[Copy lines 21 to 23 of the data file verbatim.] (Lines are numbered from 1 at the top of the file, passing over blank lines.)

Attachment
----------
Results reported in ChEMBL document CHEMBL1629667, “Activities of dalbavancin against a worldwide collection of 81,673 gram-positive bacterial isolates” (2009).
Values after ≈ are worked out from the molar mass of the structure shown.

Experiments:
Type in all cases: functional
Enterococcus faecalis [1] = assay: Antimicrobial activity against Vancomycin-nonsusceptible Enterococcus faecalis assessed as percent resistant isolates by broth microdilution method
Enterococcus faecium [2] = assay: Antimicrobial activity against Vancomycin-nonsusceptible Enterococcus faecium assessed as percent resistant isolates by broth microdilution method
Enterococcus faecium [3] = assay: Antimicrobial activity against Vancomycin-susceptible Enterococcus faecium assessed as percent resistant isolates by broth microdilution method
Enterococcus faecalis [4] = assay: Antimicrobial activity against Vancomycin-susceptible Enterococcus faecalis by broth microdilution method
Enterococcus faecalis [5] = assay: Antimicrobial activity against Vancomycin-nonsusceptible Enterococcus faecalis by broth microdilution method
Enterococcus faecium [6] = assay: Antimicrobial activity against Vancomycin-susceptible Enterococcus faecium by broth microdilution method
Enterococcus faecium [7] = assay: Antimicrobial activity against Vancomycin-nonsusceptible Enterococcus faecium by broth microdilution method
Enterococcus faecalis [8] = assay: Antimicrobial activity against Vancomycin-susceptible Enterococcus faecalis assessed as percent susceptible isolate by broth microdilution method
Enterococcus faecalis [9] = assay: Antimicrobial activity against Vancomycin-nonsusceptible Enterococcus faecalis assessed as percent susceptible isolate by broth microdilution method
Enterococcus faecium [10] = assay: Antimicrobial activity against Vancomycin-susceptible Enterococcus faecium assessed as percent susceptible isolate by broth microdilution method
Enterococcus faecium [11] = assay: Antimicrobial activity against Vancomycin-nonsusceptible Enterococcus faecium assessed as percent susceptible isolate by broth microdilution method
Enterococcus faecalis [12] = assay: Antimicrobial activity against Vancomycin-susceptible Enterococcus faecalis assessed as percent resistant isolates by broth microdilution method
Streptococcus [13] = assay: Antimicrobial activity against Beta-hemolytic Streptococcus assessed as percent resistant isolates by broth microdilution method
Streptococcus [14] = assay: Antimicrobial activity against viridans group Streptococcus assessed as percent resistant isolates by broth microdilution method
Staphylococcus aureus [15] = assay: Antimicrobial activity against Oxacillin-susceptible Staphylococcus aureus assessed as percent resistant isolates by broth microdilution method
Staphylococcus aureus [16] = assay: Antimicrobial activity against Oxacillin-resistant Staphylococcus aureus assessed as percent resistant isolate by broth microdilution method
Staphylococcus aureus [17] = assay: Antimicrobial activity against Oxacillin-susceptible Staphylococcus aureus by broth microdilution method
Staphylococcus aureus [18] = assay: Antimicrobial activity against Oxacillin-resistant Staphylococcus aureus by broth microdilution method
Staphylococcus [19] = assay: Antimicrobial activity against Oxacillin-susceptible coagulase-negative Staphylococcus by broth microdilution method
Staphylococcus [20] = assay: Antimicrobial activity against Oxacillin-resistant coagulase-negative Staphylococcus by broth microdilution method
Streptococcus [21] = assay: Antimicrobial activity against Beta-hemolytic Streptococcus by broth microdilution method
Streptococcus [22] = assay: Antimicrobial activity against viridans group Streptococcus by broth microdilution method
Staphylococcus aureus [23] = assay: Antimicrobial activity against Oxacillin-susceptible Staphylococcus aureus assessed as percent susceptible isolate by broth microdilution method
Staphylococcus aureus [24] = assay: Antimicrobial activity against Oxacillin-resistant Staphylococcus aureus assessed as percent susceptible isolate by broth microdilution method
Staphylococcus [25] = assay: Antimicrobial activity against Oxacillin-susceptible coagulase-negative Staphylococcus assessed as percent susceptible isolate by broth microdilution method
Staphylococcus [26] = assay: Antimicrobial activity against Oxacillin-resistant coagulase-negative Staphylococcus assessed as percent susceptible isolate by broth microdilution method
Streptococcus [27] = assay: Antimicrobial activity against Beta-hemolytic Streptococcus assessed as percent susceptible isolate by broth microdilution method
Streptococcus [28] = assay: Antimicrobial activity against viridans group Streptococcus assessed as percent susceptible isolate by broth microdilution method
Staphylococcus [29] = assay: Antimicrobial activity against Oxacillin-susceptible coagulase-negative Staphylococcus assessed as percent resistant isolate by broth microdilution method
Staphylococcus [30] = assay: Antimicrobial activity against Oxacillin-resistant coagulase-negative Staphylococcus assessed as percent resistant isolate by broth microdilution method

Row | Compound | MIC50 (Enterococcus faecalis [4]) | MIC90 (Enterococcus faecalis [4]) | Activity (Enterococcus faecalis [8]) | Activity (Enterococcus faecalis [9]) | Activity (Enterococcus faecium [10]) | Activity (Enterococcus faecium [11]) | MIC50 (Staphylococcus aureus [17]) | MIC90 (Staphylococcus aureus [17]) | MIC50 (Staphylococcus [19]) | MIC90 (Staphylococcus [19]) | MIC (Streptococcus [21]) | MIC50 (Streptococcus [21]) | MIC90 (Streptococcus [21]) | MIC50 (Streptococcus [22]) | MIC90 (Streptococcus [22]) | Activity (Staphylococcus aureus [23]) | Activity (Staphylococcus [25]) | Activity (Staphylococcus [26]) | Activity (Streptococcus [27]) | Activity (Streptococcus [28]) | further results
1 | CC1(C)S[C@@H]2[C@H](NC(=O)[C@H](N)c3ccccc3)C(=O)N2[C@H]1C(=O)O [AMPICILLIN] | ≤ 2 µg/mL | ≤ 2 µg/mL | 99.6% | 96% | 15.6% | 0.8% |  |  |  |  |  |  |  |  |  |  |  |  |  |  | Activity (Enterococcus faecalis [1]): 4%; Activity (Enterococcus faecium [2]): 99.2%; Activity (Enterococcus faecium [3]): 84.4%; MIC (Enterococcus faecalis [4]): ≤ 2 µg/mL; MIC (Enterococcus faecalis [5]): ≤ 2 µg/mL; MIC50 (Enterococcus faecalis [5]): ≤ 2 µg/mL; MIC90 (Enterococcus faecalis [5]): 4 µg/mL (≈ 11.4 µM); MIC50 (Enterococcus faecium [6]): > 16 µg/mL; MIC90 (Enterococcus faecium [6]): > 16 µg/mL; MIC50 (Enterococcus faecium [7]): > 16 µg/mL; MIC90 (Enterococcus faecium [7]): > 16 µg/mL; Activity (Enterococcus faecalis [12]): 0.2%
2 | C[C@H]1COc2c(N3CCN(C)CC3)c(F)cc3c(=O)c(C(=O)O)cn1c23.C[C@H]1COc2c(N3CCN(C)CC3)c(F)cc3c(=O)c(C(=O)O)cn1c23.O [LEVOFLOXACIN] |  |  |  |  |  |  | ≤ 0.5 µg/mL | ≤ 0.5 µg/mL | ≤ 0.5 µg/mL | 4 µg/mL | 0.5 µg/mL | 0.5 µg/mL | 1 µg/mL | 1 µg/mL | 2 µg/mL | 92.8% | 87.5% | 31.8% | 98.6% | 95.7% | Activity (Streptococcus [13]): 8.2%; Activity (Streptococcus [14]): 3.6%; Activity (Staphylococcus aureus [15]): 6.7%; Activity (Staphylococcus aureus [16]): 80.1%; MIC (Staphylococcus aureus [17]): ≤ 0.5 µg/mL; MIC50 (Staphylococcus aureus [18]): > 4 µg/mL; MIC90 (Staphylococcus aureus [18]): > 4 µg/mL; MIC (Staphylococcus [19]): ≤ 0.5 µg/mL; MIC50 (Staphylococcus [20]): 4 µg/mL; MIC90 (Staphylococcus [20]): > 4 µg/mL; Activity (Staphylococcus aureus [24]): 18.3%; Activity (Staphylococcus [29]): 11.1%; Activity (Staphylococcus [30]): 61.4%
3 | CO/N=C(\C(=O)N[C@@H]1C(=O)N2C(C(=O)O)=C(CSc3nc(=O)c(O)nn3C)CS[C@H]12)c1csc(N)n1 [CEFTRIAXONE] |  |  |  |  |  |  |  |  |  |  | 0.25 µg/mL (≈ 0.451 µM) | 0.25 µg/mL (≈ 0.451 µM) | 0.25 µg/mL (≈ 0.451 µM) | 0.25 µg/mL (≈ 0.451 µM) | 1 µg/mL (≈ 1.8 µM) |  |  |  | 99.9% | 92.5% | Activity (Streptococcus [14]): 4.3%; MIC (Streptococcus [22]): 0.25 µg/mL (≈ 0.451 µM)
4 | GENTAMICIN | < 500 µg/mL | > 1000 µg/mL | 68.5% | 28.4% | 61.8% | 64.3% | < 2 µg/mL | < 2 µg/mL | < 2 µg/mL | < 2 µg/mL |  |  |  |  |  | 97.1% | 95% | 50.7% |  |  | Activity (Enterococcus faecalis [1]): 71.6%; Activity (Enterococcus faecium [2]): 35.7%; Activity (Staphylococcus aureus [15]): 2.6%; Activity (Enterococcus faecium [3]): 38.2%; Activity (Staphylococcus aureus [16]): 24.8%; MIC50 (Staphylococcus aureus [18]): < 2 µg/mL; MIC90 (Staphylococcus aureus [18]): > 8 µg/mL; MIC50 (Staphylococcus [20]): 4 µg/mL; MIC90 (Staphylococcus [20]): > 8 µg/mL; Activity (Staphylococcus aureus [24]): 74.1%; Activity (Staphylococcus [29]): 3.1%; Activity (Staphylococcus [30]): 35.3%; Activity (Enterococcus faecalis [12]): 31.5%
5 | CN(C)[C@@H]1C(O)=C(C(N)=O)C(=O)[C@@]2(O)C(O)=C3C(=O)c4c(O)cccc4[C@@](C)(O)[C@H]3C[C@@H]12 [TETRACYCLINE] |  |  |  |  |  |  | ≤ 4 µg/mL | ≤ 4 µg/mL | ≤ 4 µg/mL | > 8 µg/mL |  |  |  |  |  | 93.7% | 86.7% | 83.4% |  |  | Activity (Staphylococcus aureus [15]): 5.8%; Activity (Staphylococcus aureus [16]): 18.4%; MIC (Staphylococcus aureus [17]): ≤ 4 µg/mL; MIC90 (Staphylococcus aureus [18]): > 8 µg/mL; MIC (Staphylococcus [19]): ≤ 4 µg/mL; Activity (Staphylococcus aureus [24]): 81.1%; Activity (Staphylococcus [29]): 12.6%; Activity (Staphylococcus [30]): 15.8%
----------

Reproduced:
Staphylococcus aureus [17] = assay: Antimicrobial activity against Oxacillin-susceptible Staphylococcus aureus by broth microdilution method
Staphylococcus aureus [18] = assay: Antimicrobial activity against Oxacillin-resistant Staphylococcus aureus by broth microdilution method
Staphylococcus [19] = assay: Antimicrobial activity against Oxacillin-susceptible coagulase-negative Staphylococcus by broth microdilution method